The Ethics Subcommittee wrapped up eight months of work Monday and sent its proposed rewrite of Evanston’s Code of Ethics to the full City Council Rules Committee.
Under the proposed changes, the city would hire an outside attorney to guide ethics investigations and conduct hearings and Board of Ethics members would be appointed annually by the mayor rather than for three year terms.
Also, while the board would determine whether violations of the code had occurred, penalties for violations by elected and appointed officials would be determined by the City Council, which could overturn a board finding of a violation by a two-thirds vote.
The changes also would clarify that while city employees are required to be impartial in their interactions with the public, aldermen are not.
“I’m happy ‘impartiality’ won’t be for elected officials,” Alderman Judy Fiske, 1st Ward said. “Our job is to be partial and make decisions.”
Complaints against aldermen arising from the “impartiality” standard, filed by residents who opposed their stands on public issues, have occupied much of the Board of Ethics’ time over the past couple of years.
During public comment at the meeting, Trisha Connelly, who currently has a complaint before the Board of Ethics against a subcommittee member, Alderman Peter Braithwaite, 2nd Ward, said she wants the city to have an independent board, not part of the city structure, to hear citizens out.
At its final meeting the subcommittee voted to make several revisions to the draft of the new ordinance it was considering.
They included specifying that the City Council would review ethics board findings in executive session only if the issues involved were subject to exceptions under the open meetings act, to clarify that the ethics board doesn’t have the authority to impose penalties itself and to remove “expulsion from a meeting” as a penalty option.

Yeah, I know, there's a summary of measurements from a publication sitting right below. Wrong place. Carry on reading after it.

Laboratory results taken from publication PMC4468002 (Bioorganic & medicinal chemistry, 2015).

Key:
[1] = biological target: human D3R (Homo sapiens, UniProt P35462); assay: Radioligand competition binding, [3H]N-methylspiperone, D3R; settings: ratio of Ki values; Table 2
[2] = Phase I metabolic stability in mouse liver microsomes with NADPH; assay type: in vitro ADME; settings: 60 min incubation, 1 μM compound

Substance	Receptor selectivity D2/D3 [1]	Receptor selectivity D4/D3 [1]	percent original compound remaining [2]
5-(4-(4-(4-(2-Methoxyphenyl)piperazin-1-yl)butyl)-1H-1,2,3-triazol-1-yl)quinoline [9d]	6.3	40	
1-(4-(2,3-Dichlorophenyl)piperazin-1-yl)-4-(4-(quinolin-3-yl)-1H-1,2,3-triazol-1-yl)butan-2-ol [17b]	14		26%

The committee also decided to suggest several points for the Rules Committee to discuss about possible modifications to the draft ordinance.
Braithwaite suggested raising the cap on proposed financial penalties from $500 to $1,000.
Fiske suggested removing a provision that would allow some hearsay testimony at Board of Ethics hearings.
Alderman Don Wilson, 4th Ward, the subcommittee chair, said he had concerns about the “reasonable person” standard specified for whether officials should recuse themselves when there is an appearance of a conflict of interest.
“I want to make that less fuzzy,” Wilson said, “so that’s a discussion point for the full committee.”
Members of the current Board of Ethics have objected to some of the proposed ordinance changes in the past, but none of them attended Monday’s subcommittee meeting.
A discussion of the ethics code ordinance changes is scheduled for the Monday, Oct. 7, meeting of the Rules Committee.
Panel moves to open up ethics reviews (4/23/19)
Aldermen tackle ethics policy issues (2/12/19)
Council to address ethics code issues (1/22/19)